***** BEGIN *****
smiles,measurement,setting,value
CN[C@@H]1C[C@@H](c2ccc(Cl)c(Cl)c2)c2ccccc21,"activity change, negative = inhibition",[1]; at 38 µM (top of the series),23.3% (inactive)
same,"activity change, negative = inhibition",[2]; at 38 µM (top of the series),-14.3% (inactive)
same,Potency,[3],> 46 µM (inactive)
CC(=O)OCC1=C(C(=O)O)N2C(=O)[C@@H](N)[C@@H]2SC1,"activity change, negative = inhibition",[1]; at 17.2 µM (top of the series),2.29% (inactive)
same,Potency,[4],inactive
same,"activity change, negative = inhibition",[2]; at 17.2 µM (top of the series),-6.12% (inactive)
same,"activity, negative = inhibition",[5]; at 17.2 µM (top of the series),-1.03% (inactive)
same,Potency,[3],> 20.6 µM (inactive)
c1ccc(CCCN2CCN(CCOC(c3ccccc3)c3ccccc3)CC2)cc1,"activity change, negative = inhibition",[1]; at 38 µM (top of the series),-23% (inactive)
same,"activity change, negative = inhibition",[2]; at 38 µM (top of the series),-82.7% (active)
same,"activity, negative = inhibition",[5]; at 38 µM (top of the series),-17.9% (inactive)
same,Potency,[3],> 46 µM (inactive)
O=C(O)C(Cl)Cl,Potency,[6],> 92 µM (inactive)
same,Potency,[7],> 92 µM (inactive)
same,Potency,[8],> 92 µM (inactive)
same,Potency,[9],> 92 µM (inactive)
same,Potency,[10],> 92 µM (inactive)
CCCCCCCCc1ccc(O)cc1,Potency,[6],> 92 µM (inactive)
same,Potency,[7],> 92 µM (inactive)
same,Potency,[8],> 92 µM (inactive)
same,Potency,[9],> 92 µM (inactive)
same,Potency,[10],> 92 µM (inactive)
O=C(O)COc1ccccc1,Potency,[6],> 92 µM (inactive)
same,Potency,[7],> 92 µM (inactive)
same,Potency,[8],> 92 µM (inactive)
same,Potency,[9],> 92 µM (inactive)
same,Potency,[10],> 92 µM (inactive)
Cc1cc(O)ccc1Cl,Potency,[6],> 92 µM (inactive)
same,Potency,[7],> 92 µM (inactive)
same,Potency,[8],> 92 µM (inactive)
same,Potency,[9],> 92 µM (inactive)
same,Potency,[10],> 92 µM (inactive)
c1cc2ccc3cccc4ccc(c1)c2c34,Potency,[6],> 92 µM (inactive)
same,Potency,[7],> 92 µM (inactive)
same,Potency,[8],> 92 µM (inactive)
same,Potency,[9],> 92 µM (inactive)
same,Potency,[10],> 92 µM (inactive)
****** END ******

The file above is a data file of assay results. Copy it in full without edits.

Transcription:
smiles,measurement,setting,value
CN[C@@H]1C[C@@H](c2ccc(Cl)c(Cl)c2)c2ccccc21,"activity change, negative = inhibition",[1]; at 38 µM (top of the series),23.3% (inactive)
same,"activity change, negative = inhibition",[2]; at 38 µM (top of the series),-14.3% (inactive)
same,Potency,[3],> 46 µM (inactive)
CC(=O)OCC1=C(C(=O)O)N2C(=O)[C@@H](N)[C@@H]2SC1,"activity change, negative = inhibition",[1]; at 17.2 µM (top of the series),2.29% (inactive)
same,Potency,[4],inactive
same,"activity change, negative = inhibition",[2]; at 17.2 µM (top of the series),-6.12% (inactive)
same,"activity, negative = inhibition",[5]; at 17.2 µM (top of the series),-1.03% (inactive)
same,Potency,[3],> 20.6 µM (inactive)
c1ccc(CCCN2CCN(CCOC(c3ccccc3)c3ccccc3)CC2)cc1,"activity change, negative = inhibition",[1]; at 38 µM (top of the series),-23% (inactive)
same,"activity change, negative = inhibition",[2]; at 38 µM (top of the series),-82.7% (active)
same,"activity, negative = inhibition",[5]; at 38 µM (top of the series),-17.9% (inactive)
same,Potency,[3],> 46 µM (inactive)
O=C(O)C(Cl)Cl,Potency,[6],> 92 µM (inactive)
same,Potency,[7],> 92 µM (inactive)
same,Potency,[8],> 92 µM (inactive)
same,Potency,[9],> 92 µM (inactive)
same,Potency,[10],> 92 µM (inactive)
CCCCCCCCc1ccc(O)cc1,Potency,[6],> 92 µM (inactive)
same,Potency,[7],> 92 µM (inactive)
same,Potency,[8],> 92 µM (inactive)
same,Potency,[9],> 92 µM (inactive)
same,Potency,[10],> 92 µM (inactive)
O=C(O)COc1ccccc1,Potency,[6],> 92 µM (inactive)
same,Potency,[7],> 92 µM (inactive)
same,Potency,[8],> 92 µM (inactive)
same,Potency,[9],> 92 µM (inactive)
same,Potency,[10],> 92 µM (inactive)
Cc1cc(O)ccc1Cl,Potency,[6],> 92 µM (inactive)
same,Potency,[7],> 92 µM (inactive)
same,Potency,[8],> 92 µM (inactive)
same,Potency,[9],> 92 µM (inactive)
same,Potency,[10],> 92 µM (inactive)
c1cc2ccc3cccc4ccc(c1)c2c34,Potency,[6],> 92 µM (inactive)
same,Potency,[7],> 92 µM (inactive)
same,Potency,[8],> 92 µM (inactive)
same,Potency,[9],> 92 µM (inactive)
same,Potency,[10],> 92 µM (inactive)